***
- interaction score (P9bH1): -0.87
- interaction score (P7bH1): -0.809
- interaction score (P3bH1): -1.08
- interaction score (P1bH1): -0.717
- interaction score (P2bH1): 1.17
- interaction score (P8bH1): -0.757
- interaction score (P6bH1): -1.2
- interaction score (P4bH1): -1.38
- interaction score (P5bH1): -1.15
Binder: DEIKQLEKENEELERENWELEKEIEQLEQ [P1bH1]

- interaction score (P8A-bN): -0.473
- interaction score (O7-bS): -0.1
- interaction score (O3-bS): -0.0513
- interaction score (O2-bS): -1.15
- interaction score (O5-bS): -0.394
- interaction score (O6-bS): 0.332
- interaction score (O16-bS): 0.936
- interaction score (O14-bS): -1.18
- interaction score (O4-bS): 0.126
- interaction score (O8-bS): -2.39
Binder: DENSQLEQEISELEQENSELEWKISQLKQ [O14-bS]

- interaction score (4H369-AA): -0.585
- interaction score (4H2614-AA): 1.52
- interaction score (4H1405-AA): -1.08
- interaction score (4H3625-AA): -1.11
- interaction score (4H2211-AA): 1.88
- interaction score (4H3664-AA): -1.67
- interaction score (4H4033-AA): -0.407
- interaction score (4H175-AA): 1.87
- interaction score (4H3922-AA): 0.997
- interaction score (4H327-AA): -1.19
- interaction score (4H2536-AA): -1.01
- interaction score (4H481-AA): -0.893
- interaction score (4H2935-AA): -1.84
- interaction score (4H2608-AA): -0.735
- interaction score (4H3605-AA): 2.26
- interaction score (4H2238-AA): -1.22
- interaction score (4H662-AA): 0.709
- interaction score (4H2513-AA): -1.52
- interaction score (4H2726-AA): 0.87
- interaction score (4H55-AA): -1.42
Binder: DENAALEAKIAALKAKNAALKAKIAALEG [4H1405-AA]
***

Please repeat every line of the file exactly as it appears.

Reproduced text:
- interaction score (P9bH1): -0.87
- interaction score (P7bH1): -0.809
- interaction score (P3bH1): -1.08
- interaction score (P1bH1): -0.717
- interaction score (P2bH1): 1.17
- interaction score (P8bH1): -0.757
- interaction score (P6bH1): -1.2
- interaction score (P4bH1): -1.38
- interaction score (P5bH1): -1.15
Binder: DEIKQLEKENEELERENWELEKEIEQLEQ [P1bH1]

- interaction score (P8A-bN): -0.473
- interaction score (O7-bS): -0.1
- interaction score (O3-bS): -0.0513
- interaction score (O2-bS): -1.15
- interaction score (O5-bS): -0.394
- interaction score (O6-bS): 0.332
- interaction score (O16-bS): 0.936
- interaction score (O14-bS): -1.18
- interaction score (O4-bS): 0.126
- interaction score (O8-bS): -2.39
Binder: DENSQLEQEISELEQENSELEWKISQLKQ [O14-bS]

- interaction score (4H369-AA): -0.585
- interaction score (4H2614-AA): 1.52
- interaction score (4H1405-AA): -1.08
- interaction score (4H3625-AA): -1.11
- interaction score (4H2211-AA): 1.88
- interaction score (4H3664-AA): -1.67
- interaction score (4H4033-AA): -0.407
- interaction score (4H175-AA): 1.87
- interaction score (4H3922-AA): 0.997
- interaction score (4H327-AA): -1.19
- interaction score (4H2536-AA): -1.01
- interaction score (4H481-AA): -0.893
- interaction score (4H2935-AA): -1.84
- interaction score (4H2608-AA): -0.735
- interaction score (4H3605-AA): 2.26
- interaction score (4H2238-AA): -1.22
- interaction score (4H662-AA): 0.709
- interaction score (4H2513-AA): -1.52
- interaction score (4H2726-AA): 0.87
- interaction score (4H55-AA): -1.42
Binder: DENAALEAKIAALKAKNAALKAKIAALEG [4H1405-AA]